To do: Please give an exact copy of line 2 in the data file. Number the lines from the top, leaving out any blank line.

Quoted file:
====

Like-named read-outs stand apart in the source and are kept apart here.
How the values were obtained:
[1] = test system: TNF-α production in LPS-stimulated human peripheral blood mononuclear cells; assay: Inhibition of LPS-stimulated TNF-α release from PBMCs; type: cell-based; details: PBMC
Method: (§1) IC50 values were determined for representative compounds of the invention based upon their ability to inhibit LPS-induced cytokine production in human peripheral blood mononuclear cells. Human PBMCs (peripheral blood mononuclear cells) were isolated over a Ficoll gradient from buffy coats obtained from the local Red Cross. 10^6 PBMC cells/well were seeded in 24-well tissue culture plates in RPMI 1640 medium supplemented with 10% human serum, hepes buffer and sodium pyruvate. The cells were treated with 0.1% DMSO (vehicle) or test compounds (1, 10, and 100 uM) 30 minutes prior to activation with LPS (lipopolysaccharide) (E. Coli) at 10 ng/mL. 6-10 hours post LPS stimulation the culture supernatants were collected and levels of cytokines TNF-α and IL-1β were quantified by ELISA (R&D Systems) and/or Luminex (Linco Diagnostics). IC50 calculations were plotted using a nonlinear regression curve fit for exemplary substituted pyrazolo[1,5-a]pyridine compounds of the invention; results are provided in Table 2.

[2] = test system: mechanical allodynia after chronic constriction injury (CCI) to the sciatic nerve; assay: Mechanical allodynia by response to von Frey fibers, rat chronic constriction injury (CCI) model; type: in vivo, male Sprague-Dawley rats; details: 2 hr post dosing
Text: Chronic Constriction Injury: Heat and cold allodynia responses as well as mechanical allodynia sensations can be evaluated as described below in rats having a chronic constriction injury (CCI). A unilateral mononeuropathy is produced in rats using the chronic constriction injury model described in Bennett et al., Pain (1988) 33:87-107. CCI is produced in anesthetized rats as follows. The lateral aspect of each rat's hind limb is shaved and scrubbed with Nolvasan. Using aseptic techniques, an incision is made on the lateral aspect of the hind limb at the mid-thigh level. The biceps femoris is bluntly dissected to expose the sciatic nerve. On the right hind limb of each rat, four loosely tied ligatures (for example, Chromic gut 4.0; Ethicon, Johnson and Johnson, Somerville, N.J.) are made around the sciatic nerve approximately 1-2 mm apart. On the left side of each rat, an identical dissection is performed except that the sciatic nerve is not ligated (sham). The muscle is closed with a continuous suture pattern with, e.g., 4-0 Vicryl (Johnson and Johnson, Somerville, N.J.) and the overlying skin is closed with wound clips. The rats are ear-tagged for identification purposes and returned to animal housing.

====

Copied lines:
How the values were obtained: